Donkey 1981

Donkey, often known by its file name DONKEY.BAS, was a computer game written in 1981 and included with early versions of the PC-DOS operating system distributed with the original IBM PC. It is a driving game in which the player must avoid hitting donkeys. While extremely simple compared to later PC games, and to games available for other systems at the time of its release, DONKEY.BAS is arguably a predecessor of all IBM PC games. The game is also notable because it was co-written by Microsoft co-founder Bill Gates.

When IBM was developing the PC in the late 1970s and early 1980s it contracted Microsoft to develop an operating system and a version of the BASIC programming language to release with the new computer. The operating system was released as PC-DOS when included with IBM PCs and MS-DOS when sold separately by Microsoft. Both included versions of Microsoft BASIC.

DONKEY.BAS was written by Bill Gates and Neil Konzen to demonstrate the IBM PC and the BASIC programming language's capability to produce interactive programs with color graphics and sound.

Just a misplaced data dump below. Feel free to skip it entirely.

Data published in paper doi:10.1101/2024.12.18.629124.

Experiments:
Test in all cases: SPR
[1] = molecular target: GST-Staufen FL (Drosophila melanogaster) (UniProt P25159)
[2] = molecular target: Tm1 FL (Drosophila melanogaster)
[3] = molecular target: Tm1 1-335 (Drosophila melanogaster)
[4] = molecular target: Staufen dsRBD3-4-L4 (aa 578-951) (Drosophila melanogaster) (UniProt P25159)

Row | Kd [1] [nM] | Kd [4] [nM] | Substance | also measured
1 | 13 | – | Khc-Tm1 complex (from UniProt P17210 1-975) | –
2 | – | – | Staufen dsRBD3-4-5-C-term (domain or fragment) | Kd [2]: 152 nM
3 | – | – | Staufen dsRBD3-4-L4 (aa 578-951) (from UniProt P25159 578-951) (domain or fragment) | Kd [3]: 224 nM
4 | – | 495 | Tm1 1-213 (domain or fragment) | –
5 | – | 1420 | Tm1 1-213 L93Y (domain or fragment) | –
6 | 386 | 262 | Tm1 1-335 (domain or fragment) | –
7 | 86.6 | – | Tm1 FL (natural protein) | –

The game continues to generate interest in part because of the involvement of Gates at a time when Microsoft was relatively small and only six years old. According to a speech delivered by Gates in 2001:

“Actually, it was myself and Neil Thompson [sic] at four in the morning with this prototype IBM PC sitting in this small room. IBM insisted that we had to have a lock on the door and we only had this closet that had a lock on it, so we had to do all our development in there and it was always over 101 degrees, but we wrote late at night a little application to show what the Basic built into the IBM PC could do. And so that was Donkey.bas. It was at the time very thrilling.”

The first version of DONKEY.BAS was released in 1981, followed by version 1.10 in 1982. Although the operating systems with which the game was first distributed do not work on modern computers, the source code is still available. The game can still be played with the QBasic interpreter (a later version of the interpreters with which DONKEY.BAS was included) or in compiled form (see "external links" below).

Source: Wikipedia


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